Seeds of Dementia: What Do Alzheimer’s, Parkinson’s and Lou Gehrig’s Have in Common?

The Math of Y2K

Airplanes crashing! ATM machines stopping! Computers exploding!? What was the Y2K doomsday all about?

Most computer programs written prior to the mid 1990s used only 2 characters to keep track of the year. Back in the 1970s and 1980s, computing power was expensive, so it made sense not to waste 2 extra digits storing a bunch of redundant “19__” prefixes. The computer would simply store a 55 or 97, instead of 1955 or 1997.

The problem with Y2K was that any date calculation written this way would fail once the year rolled over to 2000. Why? Let’s look at a very simple example. Let’s say a computer program calculates how old you are in order to determine if you’re eligible for certain medical benefits. The code could look something like this:

birth_year = 29;
current_year = 95;
age = current_year – birth_year;
If (age >= 65) then medicare_eligible = TRUE;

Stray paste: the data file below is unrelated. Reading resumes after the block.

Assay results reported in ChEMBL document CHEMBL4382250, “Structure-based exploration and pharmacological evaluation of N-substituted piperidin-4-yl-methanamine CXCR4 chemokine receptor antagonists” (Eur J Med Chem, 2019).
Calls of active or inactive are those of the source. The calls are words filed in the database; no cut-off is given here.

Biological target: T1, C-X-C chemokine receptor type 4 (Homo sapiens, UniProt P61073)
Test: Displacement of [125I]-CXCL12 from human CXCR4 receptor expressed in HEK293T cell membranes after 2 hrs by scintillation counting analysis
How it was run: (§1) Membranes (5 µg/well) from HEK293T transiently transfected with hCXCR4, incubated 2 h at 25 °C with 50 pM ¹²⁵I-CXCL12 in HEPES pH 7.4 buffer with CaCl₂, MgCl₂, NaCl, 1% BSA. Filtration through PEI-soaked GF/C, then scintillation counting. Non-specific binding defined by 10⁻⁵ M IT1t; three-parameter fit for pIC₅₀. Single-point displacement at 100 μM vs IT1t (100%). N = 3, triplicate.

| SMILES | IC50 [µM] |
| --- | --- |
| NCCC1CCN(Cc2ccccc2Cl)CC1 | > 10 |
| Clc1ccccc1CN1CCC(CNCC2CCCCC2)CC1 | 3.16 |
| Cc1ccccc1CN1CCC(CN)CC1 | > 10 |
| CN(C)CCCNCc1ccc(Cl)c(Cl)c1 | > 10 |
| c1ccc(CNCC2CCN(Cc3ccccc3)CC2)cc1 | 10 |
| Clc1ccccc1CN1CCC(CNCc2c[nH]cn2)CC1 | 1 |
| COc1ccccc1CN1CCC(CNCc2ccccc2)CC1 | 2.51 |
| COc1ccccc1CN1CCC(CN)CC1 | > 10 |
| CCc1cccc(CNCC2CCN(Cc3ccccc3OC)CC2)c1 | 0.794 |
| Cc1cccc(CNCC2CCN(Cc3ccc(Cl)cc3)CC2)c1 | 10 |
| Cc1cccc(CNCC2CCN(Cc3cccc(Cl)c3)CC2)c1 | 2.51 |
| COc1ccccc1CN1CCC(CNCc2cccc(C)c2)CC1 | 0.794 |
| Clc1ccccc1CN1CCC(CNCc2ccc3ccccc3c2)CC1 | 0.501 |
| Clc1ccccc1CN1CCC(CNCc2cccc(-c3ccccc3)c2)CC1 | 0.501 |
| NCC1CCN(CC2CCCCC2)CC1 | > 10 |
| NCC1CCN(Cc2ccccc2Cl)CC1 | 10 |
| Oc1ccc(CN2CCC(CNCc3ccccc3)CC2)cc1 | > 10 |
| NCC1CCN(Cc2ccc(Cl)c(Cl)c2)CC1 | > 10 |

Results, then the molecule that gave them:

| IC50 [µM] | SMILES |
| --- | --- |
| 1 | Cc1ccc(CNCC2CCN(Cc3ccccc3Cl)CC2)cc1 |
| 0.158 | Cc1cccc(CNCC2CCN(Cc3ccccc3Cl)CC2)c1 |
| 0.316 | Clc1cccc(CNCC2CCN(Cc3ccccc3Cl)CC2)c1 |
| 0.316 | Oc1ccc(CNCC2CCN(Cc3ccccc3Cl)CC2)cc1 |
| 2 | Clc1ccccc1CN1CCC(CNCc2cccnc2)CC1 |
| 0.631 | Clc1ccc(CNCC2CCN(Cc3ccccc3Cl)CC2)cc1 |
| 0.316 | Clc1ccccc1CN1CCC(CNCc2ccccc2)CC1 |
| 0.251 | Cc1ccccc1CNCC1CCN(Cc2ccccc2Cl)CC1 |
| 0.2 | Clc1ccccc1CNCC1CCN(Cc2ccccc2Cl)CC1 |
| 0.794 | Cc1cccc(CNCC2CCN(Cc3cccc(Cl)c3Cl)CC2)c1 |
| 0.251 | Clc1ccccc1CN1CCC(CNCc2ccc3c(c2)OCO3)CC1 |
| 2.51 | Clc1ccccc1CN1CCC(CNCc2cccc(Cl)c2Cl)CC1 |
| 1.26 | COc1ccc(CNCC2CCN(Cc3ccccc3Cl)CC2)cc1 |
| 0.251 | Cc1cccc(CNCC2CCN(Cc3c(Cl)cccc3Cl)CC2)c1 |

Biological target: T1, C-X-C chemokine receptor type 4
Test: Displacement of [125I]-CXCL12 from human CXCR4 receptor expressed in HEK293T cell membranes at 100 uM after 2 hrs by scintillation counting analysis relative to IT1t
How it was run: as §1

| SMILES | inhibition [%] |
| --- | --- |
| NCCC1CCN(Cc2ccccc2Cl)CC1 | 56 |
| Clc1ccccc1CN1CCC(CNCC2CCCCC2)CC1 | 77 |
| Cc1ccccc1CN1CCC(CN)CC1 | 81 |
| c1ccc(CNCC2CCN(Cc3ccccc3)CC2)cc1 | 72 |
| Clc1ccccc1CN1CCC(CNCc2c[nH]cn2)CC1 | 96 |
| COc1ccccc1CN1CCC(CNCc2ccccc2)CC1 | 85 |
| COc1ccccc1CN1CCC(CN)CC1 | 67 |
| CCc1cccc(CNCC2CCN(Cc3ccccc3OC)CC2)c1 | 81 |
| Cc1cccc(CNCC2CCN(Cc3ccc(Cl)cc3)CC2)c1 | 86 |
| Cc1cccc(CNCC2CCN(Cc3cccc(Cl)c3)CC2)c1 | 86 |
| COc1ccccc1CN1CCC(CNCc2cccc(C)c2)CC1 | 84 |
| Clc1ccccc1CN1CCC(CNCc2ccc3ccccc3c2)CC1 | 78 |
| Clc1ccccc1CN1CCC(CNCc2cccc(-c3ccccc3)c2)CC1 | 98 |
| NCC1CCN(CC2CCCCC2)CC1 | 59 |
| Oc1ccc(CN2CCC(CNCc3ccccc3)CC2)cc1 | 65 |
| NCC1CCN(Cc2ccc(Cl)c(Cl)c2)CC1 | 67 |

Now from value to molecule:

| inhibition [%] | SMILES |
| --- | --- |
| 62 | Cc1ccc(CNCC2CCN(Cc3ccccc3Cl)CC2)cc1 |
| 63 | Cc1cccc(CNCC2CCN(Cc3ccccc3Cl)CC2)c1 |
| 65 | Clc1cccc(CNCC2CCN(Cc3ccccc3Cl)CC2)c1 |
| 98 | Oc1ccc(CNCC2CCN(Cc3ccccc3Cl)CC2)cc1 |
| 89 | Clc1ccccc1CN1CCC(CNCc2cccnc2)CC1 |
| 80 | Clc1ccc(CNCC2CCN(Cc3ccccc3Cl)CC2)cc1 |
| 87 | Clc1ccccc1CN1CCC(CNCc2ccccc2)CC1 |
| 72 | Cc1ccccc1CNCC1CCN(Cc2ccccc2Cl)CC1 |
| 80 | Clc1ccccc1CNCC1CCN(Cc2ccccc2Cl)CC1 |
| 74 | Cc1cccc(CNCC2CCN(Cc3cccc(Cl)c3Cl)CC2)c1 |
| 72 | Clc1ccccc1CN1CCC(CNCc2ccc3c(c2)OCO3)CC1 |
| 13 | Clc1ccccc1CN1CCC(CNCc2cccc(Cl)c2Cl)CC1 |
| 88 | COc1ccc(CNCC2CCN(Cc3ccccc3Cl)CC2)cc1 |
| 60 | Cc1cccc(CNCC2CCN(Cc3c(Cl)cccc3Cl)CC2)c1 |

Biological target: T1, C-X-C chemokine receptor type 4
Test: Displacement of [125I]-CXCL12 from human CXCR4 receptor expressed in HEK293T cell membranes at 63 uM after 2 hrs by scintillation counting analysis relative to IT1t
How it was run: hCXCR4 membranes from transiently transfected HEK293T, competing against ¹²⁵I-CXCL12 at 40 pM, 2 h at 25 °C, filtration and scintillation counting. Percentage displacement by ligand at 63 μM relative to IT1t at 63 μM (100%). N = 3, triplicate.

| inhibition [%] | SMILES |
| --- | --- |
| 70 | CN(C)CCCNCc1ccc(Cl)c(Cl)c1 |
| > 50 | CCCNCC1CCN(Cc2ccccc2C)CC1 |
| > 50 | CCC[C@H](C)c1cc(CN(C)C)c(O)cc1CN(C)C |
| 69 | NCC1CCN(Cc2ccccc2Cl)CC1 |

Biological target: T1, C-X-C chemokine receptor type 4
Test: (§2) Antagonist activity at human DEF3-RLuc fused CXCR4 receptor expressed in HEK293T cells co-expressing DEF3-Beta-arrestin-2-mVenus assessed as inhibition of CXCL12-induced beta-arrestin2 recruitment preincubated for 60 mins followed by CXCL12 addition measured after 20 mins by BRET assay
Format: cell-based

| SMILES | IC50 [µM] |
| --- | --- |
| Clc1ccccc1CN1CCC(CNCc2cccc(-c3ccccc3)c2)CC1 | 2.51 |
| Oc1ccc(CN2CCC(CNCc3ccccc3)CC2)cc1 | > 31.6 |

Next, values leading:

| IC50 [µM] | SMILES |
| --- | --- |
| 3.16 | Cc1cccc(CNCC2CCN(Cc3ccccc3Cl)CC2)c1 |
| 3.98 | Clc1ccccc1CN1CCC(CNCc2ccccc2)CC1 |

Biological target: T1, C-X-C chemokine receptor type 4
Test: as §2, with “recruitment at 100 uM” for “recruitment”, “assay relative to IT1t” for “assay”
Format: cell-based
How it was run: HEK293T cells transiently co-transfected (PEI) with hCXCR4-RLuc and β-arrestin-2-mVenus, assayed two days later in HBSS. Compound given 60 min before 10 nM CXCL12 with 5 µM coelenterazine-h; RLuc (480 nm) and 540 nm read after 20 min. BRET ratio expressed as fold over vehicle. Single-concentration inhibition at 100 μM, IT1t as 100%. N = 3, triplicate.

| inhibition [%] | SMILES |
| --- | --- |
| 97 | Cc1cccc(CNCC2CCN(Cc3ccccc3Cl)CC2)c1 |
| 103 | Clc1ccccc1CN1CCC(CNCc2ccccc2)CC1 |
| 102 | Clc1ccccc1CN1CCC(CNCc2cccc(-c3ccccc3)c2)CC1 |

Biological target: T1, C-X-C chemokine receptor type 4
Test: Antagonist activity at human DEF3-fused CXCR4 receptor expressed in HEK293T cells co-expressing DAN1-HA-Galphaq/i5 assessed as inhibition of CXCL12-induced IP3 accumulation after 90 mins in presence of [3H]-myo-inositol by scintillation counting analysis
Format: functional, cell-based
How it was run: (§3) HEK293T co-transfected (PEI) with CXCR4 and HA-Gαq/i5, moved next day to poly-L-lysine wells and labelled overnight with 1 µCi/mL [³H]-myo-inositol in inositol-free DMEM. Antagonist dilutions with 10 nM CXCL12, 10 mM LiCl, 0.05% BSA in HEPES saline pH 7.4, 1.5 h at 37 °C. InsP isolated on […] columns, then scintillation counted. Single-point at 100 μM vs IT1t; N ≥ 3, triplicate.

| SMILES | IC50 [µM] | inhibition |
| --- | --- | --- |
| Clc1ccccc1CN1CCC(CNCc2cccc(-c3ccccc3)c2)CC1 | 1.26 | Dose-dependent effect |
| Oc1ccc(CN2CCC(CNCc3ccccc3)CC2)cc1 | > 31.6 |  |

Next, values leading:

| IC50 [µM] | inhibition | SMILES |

Normally, this works fine. In the above example, the age = 95 – 29 = 66, and he can get medicare benefits. But, notice what happens when this same code runs in the year 2000 !

birth_year = 29;
current_year = 00;
age = current_year – birth_year;
If (age >= 65) then medicare_eligible = TRUE;

Now age = 00 – 29. That’s negative 29 years old. Clearly, -29 is not greater than 65. So, the computer thinks you’re not old enough to get medicare benefits! The logic goes haywire unless all the date codes are expanded to 4 digits. Once you do that, 2000 – 1929 = 71.

Apply this simple calculation error to anything that needed to compare dates, or determine how old something is, or how much time has passed. This is why people were expecting a computing catastrophe when the date rolled over.

Power Steering Fluid

I was replacing the power steering fluid in my car when I stumbled upon some exponential decay math.  First, some background:  There is no drain plug on a power steering system.  You need to siphon out fluid from the reservoir and replace it with new fluid.  This new fluid then mixes into the rest of the system to create a slightly cleaner mixture.  This idea is that if you repeat this a few times, you’ll replace most of the old fluid with new fluid.

So, as you can see, there exists some sort of formula that can determine exactly how many times you need to extract and replace to reach X% replacement.

My car’s entire power steering system holds about 1 liter, and the reservoir itself holds .4 liters of that. So, 40% of the steering fluid is replaced each time I drain and refill the reservoir, and 60% of the old fluid remains elsewhere in the system.  I can do this repeatedly, each time replacing 40% of the “mixed” fluid with brand new fluid.